In the case of the car Porsche loaned me, rear-axle steering only enhanced its driving characteristics, making the car feel more maneuverable regardless of the speed or setting. Sadly, I didn’t get a chance to do any backroad or track driving to test the car’s agility during my few days behind the wheel, but that’s not to say the Panamera didn’t make a good impression.

Jerry Perez
Jerry Perez

In electric mode, the Panamera is quick, quick, quick. Not just in terms of acceleration off the line, either. Even on the highway, it sped from 50 to 85 mph in hurry and without triggering the V6 (maximum electric speed is 87 mph). Unlike most other hybrids where the slightest touch of the accelerator wakes up the gas engine, the E-Hybrid system lets the driver have more freedom with the pedals before resorting to sipping gasoline. The result is a driving experience that’s very close to that of a full EV.

Even in the hybrid-centric modes, the Panamera’s regenerative braking is very light and, I’d dare say, almost unnoticeable. In Sport mode and higher, none of these hybrid driving characteristics are felt, allowing for a more purist driving experience.

Things become drastically different when Sport or Sport Plus are activated. The exhaust makes all kinds of cool brash sounds and even backfires under deceleration. This highlighted the playfulness of the excellent eight-speed dual-clutch transmission, which not only is quick-shifting up or down but also seems to know just how long or short you want to hold a gear. The entire drivetrain, even with the added complexity of the hybrid implementation, felt like a tight and cohesive unit that made the Panamera a delight to drive.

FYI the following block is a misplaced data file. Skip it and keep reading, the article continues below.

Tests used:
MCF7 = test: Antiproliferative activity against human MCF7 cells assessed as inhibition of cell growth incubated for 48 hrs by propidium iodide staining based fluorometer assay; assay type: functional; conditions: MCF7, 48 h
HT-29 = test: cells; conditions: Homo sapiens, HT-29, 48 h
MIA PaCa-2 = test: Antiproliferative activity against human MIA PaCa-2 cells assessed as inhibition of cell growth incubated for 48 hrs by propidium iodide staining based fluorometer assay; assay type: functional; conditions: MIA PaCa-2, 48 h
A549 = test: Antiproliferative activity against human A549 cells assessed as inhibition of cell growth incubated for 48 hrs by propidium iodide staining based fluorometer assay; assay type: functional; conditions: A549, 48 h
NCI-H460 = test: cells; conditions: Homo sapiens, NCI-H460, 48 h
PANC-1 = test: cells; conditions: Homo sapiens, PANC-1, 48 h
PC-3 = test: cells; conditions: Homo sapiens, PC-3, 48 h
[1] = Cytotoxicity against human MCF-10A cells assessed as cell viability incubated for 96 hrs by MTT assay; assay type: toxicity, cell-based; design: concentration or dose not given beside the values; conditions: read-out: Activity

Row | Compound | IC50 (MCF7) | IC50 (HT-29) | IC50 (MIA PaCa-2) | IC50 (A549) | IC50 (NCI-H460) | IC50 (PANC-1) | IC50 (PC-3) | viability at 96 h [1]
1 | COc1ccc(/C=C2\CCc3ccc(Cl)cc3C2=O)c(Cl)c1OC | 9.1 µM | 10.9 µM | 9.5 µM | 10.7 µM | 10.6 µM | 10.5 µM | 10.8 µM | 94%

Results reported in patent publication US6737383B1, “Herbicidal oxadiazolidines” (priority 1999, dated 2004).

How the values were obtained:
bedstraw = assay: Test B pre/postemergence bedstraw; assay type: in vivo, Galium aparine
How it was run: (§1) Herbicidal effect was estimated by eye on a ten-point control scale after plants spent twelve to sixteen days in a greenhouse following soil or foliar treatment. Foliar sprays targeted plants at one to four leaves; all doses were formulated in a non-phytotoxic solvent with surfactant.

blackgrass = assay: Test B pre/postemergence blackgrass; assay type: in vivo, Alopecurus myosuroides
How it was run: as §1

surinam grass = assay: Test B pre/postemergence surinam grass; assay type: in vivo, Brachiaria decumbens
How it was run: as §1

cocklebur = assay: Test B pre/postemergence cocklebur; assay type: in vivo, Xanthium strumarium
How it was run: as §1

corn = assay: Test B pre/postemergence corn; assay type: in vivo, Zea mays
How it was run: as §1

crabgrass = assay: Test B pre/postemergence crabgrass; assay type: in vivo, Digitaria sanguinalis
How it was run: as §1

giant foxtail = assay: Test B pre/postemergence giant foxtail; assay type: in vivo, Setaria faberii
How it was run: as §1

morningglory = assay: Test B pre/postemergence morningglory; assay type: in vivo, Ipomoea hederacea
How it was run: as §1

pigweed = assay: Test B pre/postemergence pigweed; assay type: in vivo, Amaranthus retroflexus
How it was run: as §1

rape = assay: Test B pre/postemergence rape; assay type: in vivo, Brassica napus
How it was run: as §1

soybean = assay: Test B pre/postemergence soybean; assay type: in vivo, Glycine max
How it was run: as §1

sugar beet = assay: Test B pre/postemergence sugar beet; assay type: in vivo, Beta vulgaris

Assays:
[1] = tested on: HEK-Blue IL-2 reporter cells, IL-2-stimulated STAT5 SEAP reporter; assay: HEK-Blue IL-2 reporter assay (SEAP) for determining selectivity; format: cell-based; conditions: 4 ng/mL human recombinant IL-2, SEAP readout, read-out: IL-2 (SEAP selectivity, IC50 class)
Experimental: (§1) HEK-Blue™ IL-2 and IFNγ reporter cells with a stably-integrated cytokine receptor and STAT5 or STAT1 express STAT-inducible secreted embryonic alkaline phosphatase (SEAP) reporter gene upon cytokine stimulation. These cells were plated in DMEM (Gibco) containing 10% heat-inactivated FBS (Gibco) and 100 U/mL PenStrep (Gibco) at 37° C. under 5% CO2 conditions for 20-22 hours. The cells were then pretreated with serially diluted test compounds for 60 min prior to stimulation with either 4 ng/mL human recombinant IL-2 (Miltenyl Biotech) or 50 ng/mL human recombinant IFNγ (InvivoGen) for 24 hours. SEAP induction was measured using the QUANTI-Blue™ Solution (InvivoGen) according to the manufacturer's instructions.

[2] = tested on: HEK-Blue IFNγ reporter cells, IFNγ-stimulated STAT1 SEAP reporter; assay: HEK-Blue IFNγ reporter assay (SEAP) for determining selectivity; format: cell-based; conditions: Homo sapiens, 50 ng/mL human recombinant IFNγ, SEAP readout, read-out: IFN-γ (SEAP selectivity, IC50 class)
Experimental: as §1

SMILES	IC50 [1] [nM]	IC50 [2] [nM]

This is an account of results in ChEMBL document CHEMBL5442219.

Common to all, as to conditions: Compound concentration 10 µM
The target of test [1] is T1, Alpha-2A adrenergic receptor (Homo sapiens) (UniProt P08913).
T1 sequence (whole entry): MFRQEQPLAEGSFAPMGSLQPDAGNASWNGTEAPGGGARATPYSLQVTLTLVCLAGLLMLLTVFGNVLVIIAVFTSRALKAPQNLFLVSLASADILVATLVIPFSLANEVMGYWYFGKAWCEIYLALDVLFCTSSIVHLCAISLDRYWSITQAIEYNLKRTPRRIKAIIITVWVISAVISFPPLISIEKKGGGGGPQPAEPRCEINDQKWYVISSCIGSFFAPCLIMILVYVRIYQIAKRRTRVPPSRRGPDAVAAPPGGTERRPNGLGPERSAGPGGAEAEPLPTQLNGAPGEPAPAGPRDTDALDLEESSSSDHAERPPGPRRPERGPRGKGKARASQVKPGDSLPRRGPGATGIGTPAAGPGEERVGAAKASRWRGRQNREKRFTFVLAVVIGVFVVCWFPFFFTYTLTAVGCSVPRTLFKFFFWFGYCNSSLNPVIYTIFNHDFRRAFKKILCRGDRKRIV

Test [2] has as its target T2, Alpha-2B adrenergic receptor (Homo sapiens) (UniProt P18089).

Lastly, there’s the adjustable Porsche Active Suspension Management—or PASM—which, much like the transmission, seems to deliver the right amount of performance at any given moment. Crappy downtown streets, speed bumps, and uneven highway lanes; they’re nothing but minor inconveniences to the driver and occupants. At higher speeds or on sportier driving modes, the Panamera’s suspension lowers itself nearly an inch from its normal setting and hunkers down for optimal handling. Otherwise, it raises 0.8 inches (1.7 from Sport) for comfortable ingress and egress as well as clearing everyday obstacles like ramps, driveways, and parking bumps.

Jerry Perez
Jerry Perez

Small Quirks

As solid as the 2021 Panamera 4 E-Hybrid is, it’s not without its quirks. For starters, the front USB-C ports, wireless charger, and lone 12V power outlet are inconveniently hidden inside the armrest. If you want to charge your phone, you either have to route the charging cord out of the console and shove your phone in the cupholder (if it fits) or stash away your phone into the tiny console so it can do so wirelessly. Either or, it’s not the cleanest nor most practical solution.